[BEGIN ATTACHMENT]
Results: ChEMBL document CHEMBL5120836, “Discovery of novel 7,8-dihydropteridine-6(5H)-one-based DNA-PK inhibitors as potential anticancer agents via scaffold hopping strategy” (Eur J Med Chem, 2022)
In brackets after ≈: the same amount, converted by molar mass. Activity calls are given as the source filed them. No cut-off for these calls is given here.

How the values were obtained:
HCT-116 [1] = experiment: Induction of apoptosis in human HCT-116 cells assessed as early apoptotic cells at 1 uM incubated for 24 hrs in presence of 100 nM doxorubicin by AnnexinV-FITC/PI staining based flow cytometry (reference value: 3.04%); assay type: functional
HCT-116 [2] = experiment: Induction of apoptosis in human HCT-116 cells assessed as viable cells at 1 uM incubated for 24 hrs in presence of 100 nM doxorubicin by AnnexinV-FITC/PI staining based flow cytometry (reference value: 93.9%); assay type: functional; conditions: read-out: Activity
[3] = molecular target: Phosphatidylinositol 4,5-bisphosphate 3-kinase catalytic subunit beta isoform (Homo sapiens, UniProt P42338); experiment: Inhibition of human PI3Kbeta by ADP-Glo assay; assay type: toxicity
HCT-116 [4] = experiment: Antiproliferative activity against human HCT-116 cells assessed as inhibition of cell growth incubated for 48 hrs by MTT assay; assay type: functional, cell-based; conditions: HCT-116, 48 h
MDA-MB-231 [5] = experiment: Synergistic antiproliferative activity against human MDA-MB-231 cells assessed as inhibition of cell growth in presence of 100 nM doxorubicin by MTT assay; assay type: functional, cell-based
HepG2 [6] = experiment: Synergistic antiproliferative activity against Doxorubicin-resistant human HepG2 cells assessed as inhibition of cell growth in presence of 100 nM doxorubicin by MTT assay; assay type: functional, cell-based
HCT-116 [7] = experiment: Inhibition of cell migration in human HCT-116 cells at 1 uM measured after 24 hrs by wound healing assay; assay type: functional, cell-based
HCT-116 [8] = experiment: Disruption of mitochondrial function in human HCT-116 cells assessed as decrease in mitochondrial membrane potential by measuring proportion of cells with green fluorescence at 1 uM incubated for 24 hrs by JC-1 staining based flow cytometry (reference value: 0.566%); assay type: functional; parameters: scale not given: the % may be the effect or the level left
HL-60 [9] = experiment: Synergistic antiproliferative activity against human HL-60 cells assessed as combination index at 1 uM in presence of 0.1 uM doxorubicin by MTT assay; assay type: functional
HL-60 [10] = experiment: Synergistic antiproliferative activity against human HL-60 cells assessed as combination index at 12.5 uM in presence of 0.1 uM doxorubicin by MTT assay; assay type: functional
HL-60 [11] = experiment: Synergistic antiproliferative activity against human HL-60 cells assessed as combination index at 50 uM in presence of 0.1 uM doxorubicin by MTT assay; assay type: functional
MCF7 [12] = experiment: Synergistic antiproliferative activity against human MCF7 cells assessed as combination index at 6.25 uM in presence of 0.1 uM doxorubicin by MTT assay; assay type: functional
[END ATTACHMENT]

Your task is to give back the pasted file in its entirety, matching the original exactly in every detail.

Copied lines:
Results: ChEMBL document CHEMBL5120836, “Discovery of novel 7,8-dihydropteridine-6(5H)-one-based DNA-PK inhibitors as potential anticancer agents via scaffold hopping strategy” (Eur J Med Chem, 2022)
In brackets after ≈: the same amount, converted by molar mass. Activity calls are given as the source filed them. No cut-off for these calls is given here.

How the values were obtained:
HCT-116 [1] = experiment: Induction of apoptosis in human HCT-116 cells assessed as early apoptotic cells at 1 uM incubated for 24 hrs in presence of 100 nM doxorubicin by AnnexinV-FITC/PI staining based flow cytometry (reference value: 3.04%); assay type: functional
HCT-116 [2] = experiment: Induction of apoptosis in human HCT-116 cells assessed as viable cells at 1 uM incubated for 24 hrs in presence of 100 nM doxorubicin by AnnexinV-FITC/PI staining based flow cytometry (reference value: 93.9%); assay type: functional; conditions: read-out: Activity
[3] = molecular target: Phosphatidylinositol 4,5-bisphosphate 3-kinase catalytic subunit beta isoform (Homo sapiens, UniProt P42338); experiment: Inhibition of human PI3Kbeta by ADP-Glo assay; assay type: toxicity
HCT-116 [4] = experiment: Antiproliferative activity against human HCT-116 cells assessed as inhibition of cell growth incubated for 48 hrs by MTT assay; assay type: functional, cell-based; conditions: HCT-116, 48 h
MDA-MB-231 [5] = experiment: Synergistic antiproliferative activity against human MDA-MB-231 cells assessed as inhibition of cell growth in presence of 100 nM doxorubicin by MTT assay; assay type: functional, cell-based
HepG2 [6] = experiment: Synergistic antiproliferative activity against Doxorubicin-resistant human HepG2 cells assessed as inhibition of cell growth in presence of 100 nM doxorubicin by MTT assay; assay type: functional, cell-based
HCT-116 [7] = experiment: Inhibition of cell migration in human HCT-116 cells at 1 uM measured after 24 hrs by wound healing assay; assay type: functional, cell-based
HCT-116 [8] = experiment: Disruption of mitochondrial function in human HCT-116 cells assessed as decrease in mitochondrial membrane potential by measuring proportion of cells with green fluorescence at 1 uM incubated for 24 hrs by JC-1 staining based flow cytometry (reference value: 0.566%); assay type: functional; parameters: scale not given: the % may be the effect or the level left
HL-60 [9] = experiment: Synergistic antiproliferative activity against human HL-60 cells assessed as combination index at 1 uM in presence of 0.1 uM doxorubicin by MTT assay; assay type: functional
HL-60 [10] = experiment: Synergistic antiproliferative activity against human HL-60 cells assessed as combination index at 12.5 uM in presence of 0.1 uM doxorubicin by MTT assay; assay type: functional
HL-60 [11] = experiment: Synergistic antiproliferative activity against human HL-60 cells assessed as combination index at 50 uM in presence of 0.1 uM doxorubicin by MTT assay; assay type: functional
MCF7 [12] = experiment: Synergistic antiproliferative activity against human MCF7 cells assessed as combination index at 6.25 uM in presence of 0.1 uM doxorubicin by MTT assay; assay type: functional